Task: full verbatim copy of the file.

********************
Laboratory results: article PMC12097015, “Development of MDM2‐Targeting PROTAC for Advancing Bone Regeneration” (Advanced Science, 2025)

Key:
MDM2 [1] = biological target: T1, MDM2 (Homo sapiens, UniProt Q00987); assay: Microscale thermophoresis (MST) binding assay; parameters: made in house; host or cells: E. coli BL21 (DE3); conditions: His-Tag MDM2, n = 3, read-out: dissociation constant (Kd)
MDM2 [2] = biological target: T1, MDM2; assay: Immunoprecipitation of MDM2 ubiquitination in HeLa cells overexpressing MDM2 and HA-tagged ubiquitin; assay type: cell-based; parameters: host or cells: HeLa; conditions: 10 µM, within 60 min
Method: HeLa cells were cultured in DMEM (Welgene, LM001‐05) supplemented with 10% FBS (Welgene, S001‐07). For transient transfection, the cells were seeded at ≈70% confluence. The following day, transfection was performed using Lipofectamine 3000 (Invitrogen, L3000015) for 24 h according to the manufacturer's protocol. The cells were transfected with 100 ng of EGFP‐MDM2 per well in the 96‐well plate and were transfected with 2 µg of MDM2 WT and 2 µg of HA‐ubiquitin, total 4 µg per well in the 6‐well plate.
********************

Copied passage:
Laboratory results: article PMC12097015, “Development of MDM2‐Targeting PROTAC for Advancing Bone Regeneration” (Advanced Science, 2025)

Key:
MDM2 [1] = biological target: T1, MDM2 (Homo sapiens, UniProt Q00987); assay: Microscale thermophoresis (MST) binding assay; parameters: made in house; host or cells: E. coli BL21 (DE3); conditions: His-Tag MDM2, n = 3, read-out: dissociation constant (Kd)
MDM2 [2] = biological target: T1, MDM2; assay: Immunoprecipitation of MDM2 ubiquitination in HeLa cells overexpressing MDM2 and HA-tagged ubiquitin; assay type: cell-based; parameters: host or cells: HeLa; conditions: 10 µM, within 60 min
Method: HeLa cells were cultured in DMEM (Welgene, LM001‐05) supplemented with 10% FBS (Welgene, S001‐07). For transient transfection, the cells were seeded at ≈70% confluence. The following day, transfection was performed using Lipofectamine 3000 (Invitrogen, L3000015) for 24 h according to the manufacturer's protocol. The cells were transfected with 100 ng of EGFP‐MDM2 per well in the 96‐well plate and were transfected with 2 µg of MDM2 WT and 2 µg of HA‐ubiquitin, total 4 µg per well in the 6‐well plate.